Deselect shows all events for the time range selected in the time picker.
Zoom out changes the timeframe to a larger timeframe around the events in the current timeframe.
Selected fields, which have their values displayed under the search event in the search results
Interesting fields, which are other fields that Splunk has picked out for you
The Edit link next to selected fields and the View all 30 fields link at the bottom of the field picker both take you to the Fields window.
Starting at the top of this section, we have the number of events displayed. When viewing all results in their raw form, this number will match the number above the timeline. This value can be changed either by making a selection on the timeline or by using other search commands.
Next, we have actions that affect these particular results. Starting at the left we have:
Events List (), which will show the raw events. This is the default view when running a simple search, as we have done so far.
Table (), which shows a table view of the results. This is the default view when any reporting commands are used. When looking at raw events, this view will show a table with the time of the event, any selected fields, and finally the raw event.
Results Chart (), which shows a chart, if the data allows. For simple searches, charts don't make sense, but they are very useful for reporting.
Export, which allows you to export these particular results to CSV, Raw events, XML, or JSON. New to Splunk 4.3 is the ability to export an unlimited number of results from the web interface.
Display row numbers toggles the display of the row number to the left of each event.
Lines per event changes the maximum number of lines of an event displayed in the browser per event. There are a few things to note here:
All lines of the event are indexed and searchable
If the value for this setting is too large, and if a search returns many large messages, your browser may have trouble rendering what it is told to display
Events with many lines will have a link at the bottom to see more lines in the event
The most interesting option here is Event segmentation. This setting changes what text is highlighted as you mouse over events. We will discuss this further in Chapter 2, Understanding Search.
The event options menu (): This menu contains workflow actions, a few of which are always available.
Build Eventtype: Event types are a way to name events that match a certain query. We will dive into event types in Chapter 6, Extending Search.
Extract Fields: This launches an interface for creating custom field extractions. We will cover field extraction in Chapter 3, Tables, Charts, and Fields.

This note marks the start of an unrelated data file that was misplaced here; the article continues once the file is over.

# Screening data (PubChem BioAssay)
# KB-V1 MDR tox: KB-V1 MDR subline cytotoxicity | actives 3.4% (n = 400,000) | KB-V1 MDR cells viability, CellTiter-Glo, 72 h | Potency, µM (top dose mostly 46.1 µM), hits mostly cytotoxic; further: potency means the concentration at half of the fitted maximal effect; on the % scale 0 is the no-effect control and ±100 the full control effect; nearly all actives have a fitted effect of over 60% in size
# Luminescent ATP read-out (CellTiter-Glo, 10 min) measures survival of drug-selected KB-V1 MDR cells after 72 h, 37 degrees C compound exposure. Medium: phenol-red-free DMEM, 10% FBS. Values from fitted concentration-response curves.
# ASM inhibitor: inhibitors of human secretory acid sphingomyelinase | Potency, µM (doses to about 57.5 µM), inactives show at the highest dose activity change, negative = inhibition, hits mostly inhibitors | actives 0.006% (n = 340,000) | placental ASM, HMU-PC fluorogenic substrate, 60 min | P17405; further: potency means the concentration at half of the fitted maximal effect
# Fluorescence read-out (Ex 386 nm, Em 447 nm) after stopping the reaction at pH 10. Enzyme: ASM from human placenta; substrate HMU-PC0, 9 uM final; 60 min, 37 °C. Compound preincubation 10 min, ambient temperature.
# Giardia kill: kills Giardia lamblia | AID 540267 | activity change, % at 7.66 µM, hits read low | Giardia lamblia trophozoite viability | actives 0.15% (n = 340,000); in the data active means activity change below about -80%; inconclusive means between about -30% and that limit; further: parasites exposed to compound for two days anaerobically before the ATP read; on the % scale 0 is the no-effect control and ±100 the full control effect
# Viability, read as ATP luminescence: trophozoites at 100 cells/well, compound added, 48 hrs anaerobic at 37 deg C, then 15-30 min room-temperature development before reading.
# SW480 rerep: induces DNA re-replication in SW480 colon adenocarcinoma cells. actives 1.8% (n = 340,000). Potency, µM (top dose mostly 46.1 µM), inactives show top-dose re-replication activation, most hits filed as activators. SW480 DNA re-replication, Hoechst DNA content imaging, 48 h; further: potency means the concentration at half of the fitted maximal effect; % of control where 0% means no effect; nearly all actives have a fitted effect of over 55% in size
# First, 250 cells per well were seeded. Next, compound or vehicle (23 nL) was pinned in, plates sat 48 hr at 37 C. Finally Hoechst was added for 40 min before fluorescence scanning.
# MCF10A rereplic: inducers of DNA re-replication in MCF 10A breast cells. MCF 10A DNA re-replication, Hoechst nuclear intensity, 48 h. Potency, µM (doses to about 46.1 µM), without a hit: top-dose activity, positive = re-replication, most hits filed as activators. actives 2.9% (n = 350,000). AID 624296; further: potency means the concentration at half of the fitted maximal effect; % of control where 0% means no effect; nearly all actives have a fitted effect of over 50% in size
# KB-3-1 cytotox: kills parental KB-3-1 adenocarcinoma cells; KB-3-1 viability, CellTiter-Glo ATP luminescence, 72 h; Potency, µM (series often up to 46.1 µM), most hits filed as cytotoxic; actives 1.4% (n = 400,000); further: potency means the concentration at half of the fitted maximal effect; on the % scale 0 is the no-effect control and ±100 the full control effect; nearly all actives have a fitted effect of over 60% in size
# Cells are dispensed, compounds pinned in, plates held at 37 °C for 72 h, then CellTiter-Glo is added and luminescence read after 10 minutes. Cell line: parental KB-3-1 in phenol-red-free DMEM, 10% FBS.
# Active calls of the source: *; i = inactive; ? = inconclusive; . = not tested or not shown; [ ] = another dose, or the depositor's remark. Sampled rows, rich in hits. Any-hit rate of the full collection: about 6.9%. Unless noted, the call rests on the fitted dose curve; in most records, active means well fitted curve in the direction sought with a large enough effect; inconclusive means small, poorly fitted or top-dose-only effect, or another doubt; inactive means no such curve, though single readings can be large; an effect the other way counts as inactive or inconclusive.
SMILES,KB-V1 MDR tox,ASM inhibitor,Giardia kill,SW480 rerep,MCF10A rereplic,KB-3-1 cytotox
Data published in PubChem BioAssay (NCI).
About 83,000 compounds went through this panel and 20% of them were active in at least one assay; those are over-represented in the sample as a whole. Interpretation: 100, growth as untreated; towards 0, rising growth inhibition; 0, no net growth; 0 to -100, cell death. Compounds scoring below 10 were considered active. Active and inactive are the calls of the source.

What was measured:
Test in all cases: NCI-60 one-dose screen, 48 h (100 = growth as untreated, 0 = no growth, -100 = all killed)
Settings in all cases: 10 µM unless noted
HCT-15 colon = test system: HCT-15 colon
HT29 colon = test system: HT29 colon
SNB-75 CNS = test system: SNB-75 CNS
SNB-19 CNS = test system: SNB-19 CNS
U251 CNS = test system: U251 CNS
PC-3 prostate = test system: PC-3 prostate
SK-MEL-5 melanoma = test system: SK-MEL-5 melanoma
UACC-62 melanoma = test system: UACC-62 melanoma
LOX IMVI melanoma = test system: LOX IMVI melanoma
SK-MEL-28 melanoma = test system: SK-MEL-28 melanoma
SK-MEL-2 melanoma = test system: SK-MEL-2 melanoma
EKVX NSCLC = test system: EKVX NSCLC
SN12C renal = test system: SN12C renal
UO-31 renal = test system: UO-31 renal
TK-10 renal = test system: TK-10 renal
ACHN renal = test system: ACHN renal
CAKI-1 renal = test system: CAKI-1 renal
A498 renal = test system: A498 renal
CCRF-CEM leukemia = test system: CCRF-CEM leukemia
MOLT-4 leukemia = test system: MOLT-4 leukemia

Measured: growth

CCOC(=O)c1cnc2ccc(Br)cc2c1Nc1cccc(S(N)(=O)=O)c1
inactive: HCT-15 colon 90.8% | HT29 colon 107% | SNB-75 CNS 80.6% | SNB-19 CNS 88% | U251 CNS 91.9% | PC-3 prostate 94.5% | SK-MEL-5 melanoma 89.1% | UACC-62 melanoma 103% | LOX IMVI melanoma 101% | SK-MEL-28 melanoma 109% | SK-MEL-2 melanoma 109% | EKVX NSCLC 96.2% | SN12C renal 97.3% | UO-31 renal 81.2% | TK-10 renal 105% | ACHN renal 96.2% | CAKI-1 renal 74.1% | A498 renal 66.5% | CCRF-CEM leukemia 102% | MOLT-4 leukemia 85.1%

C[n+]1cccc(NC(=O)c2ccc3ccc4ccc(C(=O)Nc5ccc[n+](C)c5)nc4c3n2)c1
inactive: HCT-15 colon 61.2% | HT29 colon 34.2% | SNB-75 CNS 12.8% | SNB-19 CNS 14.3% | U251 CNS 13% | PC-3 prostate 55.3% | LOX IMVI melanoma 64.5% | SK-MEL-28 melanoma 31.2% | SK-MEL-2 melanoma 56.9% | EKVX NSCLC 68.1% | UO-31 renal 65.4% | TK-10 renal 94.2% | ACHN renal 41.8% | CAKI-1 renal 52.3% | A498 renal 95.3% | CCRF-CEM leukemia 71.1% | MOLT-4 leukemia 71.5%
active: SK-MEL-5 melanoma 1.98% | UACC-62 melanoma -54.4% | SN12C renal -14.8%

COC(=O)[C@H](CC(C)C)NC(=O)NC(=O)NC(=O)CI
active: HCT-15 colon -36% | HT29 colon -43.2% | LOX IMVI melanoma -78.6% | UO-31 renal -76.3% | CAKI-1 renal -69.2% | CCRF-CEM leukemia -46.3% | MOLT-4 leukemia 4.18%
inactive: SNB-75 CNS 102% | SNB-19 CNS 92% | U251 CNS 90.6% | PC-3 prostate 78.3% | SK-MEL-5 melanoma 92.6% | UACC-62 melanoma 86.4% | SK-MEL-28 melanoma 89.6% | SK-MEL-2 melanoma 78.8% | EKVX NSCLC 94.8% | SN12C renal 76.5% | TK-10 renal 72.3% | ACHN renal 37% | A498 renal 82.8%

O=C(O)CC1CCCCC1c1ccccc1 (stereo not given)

Show Source: This pops up a window with a simulated view of the original source.
Next appear any workflow actions that have been configured. Workflow actions let you create new searches or links to other sites using data from an event. We will discuss workflow actions in Chapter 6, Extending Search.
Next comes the parsed date from this event, displayed in the time zone selected by the user. This is an important and often confusing distinction. In most installations, everything is in one time zone—the servers, the user, and the events. When one of these three things is not in the same time zone as the others, things can get confusing. We will discuss time in great detail in Chapter 2, Understanding Search.
Next, we see the raw event itself. This is what Splunk saw as an event. With no help, Splunk can do a good job finding the date and breaking lines appropriately, but as we will see later, with a little help, event parsing can be more reliable and more efficient.
Tag fieldname=valueallows you to create a tag that can be used for classification of events. We will discuss tags in Chapter 6, Extending Search.
Report on field launches a wizard showingv the values of this field over time.
Workflow actions can also appear in these field menus, allowing you to create actions that link to new searches or external sites by using a particular field value.
Now that we've looked through all of the widgets, let's use them to modify our search. First we will change our time. The default setting of All time is fine when there are few events, but when Splunk has been gathering events for weeks or months, this is less than optimal. Let's change our search time to one hour.
The search will run again, and now we only see results for the last hour. Let's try a custom time. Date is the first option.
If you know specifically when an event happened, you can drill down to whatever time range you want here. We will examine the other options in Chapter 2, Understanding Search.
The field picker is very useful for investigating and navigating data. Clicking on any field in the field picker pops open a panel with a wealth of information about that field in the results of your search.
Looking through the information, we observe: